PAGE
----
How can I find out if my broken Apple products qualify for a free repair, or are part of a replacement programme?
If your iPhone, iPad, Mac, Apple Watch, Apple TV or other Apple product has gone wrong and you don’t think it’s your fault, you may be able to get Apple (or a company authorised by Apple) to repair it for free, provide a replacement product, or refund your money. You can attempt this on an individual, case-by-case basis – read our guide to your legal rights when getting an iPhone repaired for advice – but in some cases Apple institutes a general recall or free repair programme for a particular product or model that it acknowledges has a congenital problem.
From time to time Apple acknowledges that there is a problem with one of its product lines and announces that it will replace such products for free. In this article we cover Apple’s current (and past) replacement programmes: check to see if your faulty device is included. You might be in line for a free replacement.
To find out if you and your dodgy device qualify for such a programme you can contact Apple, but that isn’t always easy. As an alternative, we present our list of Apple’s most recent recall programmes.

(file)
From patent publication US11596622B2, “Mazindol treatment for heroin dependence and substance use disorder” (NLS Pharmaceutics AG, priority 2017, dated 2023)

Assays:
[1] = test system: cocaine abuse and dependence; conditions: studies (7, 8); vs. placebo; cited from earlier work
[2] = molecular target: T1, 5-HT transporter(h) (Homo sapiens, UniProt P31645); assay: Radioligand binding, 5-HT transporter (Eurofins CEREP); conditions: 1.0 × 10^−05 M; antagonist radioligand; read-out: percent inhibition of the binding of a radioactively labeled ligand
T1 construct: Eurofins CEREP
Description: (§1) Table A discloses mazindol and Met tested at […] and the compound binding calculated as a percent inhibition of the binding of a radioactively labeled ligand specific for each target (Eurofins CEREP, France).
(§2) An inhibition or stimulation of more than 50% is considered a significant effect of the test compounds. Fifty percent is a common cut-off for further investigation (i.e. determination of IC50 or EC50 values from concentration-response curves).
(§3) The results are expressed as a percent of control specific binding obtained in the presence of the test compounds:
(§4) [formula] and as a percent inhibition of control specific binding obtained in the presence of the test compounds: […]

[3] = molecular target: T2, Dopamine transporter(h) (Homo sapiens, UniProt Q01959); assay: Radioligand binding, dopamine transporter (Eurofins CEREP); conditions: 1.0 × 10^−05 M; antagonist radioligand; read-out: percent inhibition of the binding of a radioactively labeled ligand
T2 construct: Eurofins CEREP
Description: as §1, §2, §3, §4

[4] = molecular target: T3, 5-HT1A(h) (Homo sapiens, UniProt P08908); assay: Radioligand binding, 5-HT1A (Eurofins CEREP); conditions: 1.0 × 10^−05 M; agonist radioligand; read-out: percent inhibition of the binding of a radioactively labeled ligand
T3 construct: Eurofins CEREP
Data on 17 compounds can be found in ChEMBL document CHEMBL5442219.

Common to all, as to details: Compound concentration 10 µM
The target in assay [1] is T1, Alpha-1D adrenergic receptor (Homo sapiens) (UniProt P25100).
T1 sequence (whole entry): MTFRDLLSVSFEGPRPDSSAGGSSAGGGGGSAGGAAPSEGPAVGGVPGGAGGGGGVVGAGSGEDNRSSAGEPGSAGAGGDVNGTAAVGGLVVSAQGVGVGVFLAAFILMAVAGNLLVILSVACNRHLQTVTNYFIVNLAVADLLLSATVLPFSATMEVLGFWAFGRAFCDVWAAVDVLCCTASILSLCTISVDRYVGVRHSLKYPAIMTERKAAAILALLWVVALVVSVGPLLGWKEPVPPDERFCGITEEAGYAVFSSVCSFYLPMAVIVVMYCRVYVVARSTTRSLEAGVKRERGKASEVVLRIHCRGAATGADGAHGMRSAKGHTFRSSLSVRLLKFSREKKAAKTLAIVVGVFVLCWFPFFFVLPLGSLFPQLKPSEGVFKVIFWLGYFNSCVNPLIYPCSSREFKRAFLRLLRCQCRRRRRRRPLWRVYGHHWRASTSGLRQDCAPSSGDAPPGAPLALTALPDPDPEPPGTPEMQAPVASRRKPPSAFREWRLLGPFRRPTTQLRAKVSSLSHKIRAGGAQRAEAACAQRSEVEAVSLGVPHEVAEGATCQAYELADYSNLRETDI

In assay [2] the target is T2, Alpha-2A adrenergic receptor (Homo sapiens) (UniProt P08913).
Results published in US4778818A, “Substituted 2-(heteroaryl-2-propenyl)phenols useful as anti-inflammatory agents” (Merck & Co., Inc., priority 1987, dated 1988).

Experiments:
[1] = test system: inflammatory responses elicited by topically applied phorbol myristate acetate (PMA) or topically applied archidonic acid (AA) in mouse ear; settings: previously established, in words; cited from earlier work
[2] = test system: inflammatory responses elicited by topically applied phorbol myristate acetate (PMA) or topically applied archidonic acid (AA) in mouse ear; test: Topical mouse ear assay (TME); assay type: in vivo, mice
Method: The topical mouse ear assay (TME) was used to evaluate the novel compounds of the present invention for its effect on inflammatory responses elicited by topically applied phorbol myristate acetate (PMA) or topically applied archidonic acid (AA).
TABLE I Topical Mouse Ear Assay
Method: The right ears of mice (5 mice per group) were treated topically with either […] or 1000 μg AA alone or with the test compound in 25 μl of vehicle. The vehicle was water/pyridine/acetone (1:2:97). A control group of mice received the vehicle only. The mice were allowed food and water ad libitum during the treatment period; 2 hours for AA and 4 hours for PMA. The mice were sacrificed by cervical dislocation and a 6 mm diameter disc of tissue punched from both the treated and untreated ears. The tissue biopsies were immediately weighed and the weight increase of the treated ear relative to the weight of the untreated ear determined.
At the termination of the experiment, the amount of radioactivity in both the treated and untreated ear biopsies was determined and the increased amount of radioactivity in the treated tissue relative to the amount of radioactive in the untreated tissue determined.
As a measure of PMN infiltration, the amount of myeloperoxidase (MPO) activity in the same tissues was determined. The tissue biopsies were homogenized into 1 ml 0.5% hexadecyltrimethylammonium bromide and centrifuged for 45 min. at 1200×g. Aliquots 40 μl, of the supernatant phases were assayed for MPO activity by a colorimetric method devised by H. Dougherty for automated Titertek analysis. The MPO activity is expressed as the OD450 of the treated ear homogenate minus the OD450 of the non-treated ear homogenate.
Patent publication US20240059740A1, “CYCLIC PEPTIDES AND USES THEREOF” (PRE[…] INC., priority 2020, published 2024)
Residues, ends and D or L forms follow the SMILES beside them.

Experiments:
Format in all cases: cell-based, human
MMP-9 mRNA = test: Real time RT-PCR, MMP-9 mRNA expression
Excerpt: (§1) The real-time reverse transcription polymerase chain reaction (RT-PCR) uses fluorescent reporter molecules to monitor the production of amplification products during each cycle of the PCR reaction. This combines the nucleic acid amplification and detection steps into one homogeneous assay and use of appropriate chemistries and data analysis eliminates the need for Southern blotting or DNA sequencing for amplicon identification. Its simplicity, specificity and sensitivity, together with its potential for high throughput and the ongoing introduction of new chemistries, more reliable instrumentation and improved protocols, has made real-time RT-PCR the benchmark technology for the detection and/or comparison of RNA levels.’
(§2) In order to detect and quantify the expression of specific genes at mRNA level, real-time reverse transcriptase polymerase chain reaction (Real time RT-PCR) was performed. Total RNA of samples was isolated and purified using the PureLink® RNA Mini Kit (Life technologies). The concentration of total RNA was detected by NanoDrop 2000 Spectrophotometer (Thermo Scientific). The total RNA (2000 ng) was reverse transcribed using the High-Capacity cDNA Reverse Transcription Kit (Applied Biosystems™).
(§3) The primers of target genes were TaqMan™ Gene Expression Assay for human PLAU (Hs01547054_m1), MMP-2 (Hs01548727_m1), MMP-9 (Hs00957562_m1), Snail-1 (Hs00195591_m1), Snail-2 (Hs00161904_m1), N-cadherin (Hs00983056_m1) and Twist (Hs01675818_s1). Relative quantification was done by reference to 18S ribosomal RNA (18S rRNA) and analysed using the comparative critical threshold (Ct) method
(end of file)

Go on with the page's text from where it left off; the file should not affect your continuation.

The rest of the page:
Updated, 3 December 2016, with details of how to check if you are eligible to participate in Apple’s latest product recall: a battery replacement programme for the iPhone 6s
Apple product recalls and free repair programmes: Will Apple repair other products for free?
Sometimes, but don’t depend on it.
Apple product recalls are an unusual occurrence. When it is prepared to admit that a problem is inherent to a product line or certain models within that line, Apple will agree to repair or replace these devices, and either announce this publicly (expecting you to get in touch yourself and seek redress) or in smaller cases contacting affected users proactively.
Apple did this with the iPhone 5, whose power button was prone to failure – your humble reporter went through this process and was able to get a new iPhone 5 at no cost, even though that iPhone went wrong in a completely different way several months down the line.
Apple has also instituted a programme for failing MacBook Pro models that faced an issue known as ‘staingate’, following a saga that caused distress and frustration for many of our readers.
But for most problems you’ll need to approach Apple as an individual, and demonstrate that the issue was fundamental to the product rather than something that has developed over months and years of ownership. In those cases you will generally need to fall back on your warranty and insurance rights.
For more information on your legal rights and best options when getting an Apple product replaced, repaired or refunded, see Will Apple replace my broken iPhone for free? And we will list other Apple product recalls and free repair programmes in the rest of this article.
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